How to Conduct Market Research for Your Business

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Consumers are at the heart of any modern business' success; their purchasing preferences, buyer loyalty, and customer referrals can truly make or break an enterprise.

Therefore, for this reason, it is imperative that you, as a business owner, become well-acquainted with the behaviours and opinions of your target consumer base, both before launching your new venture and throughout the course of its development. This exercise is called market research. 

How to Conduct Market Research

Before we get into the specifics of how to identify, collect and analyse this information, though, it's prudent first to understand what exactly it entails.

Market research is the process of collecting and evaluating valuable information regarding a business' main customer groups and market. The objective of this research is to determine the demand for new products or services, measure brand affinity, identify buyer issues and highlight key differentiators. Entrepreneurs can also draw conclusions on relevant industry trends and emerging market opportunities from this process. 

This helps business owners forecast the success of a new business, build and adjust their customer-facing strategies, and remain competitive.

As a guide, these are the key steps that you should take when conducting market research:

Define the Target Audience

Your company should begin by building a profile of your ideal consumer. Details such as age, gender, level of education, income, location and profession should all be included here.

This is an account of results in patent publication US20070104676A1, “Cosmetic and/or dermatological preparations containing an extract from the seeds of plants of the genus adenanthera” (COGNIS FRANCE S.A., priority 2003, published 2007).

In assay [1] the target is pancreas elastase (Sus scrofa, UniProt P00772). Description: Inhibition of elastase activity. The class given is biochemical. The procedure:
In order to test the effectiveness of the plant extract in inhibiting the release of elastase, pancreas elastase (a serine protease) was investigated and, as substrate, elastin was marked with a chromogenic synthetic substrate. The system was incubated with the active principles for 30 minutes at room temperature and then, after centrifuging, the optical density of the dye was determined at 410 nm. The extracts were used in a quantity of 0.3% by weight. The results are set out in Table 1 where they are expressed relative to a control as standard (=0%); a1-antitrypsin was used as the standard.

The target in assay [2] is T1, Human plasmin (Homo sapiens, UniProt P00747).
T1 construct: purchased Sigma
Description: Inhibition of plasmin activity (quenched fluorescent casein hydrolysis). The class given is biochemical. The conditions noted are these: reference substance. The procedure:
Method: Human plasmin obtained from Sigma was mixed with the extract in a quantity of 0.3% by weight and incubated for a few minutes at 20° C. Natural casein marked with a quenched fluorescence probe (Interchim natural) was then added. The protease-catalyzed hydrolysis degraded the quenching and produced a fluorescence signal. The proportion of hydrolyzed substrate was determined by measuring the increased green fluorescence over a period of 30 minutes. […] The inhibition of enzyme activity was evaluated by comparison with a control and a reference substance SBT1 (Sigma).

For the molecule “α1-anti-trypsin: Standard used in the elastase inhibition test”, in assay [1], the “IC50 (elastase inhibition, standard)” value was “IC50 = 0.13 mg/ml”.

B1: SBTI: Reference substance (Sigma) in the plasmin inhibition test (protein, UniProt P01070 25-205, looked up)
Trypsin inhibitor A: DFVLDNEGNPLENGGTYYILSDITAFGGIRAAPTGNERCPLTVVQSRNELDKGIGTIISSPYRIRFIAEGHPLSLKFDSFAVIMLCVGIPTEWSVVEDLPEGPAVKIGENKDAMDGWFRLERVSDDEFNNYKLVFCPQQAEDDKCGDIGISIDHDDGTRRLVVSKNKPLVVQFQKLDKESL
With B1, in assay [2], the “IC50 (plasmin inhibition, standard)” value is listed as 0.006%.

This profile allows your enterprise to engage with, and evaluate, the correct audience throughout your market research efforts, and thus ensure that the results are relevant to your particular business.

Ongoing research throughout the growth of your company can reveal the precise demographics of proven buyers, allowing for more accurate targeting in future efforts. 

Collect and Review Internal Data

Applicable if your business has already commenced operations, reviewing internal data is invaluable in analysing the past and current behaviours of existing consumers. Various internal data sources can be utilised here.

For instance, the investigation of sales data will reveal details regarding your company's customer lifecycle, and the current lifetime value of buyers. Moreover, you will be able to discern your most popular products, potential product bundles, and average order values. This information is useful in evaluating the profitability of existing sales models and product portfolios, as well as projecting future results.

Examining company website traffic data, meanwhile, will provide insight into the digital browsing behaviour of your customers, as well as wider online audiences. This practice may also show site conversion rates and key drivers. Conclusions drawn from this data can help you to improve your website user experience, optimise search engine rankings, and increase traffic sources.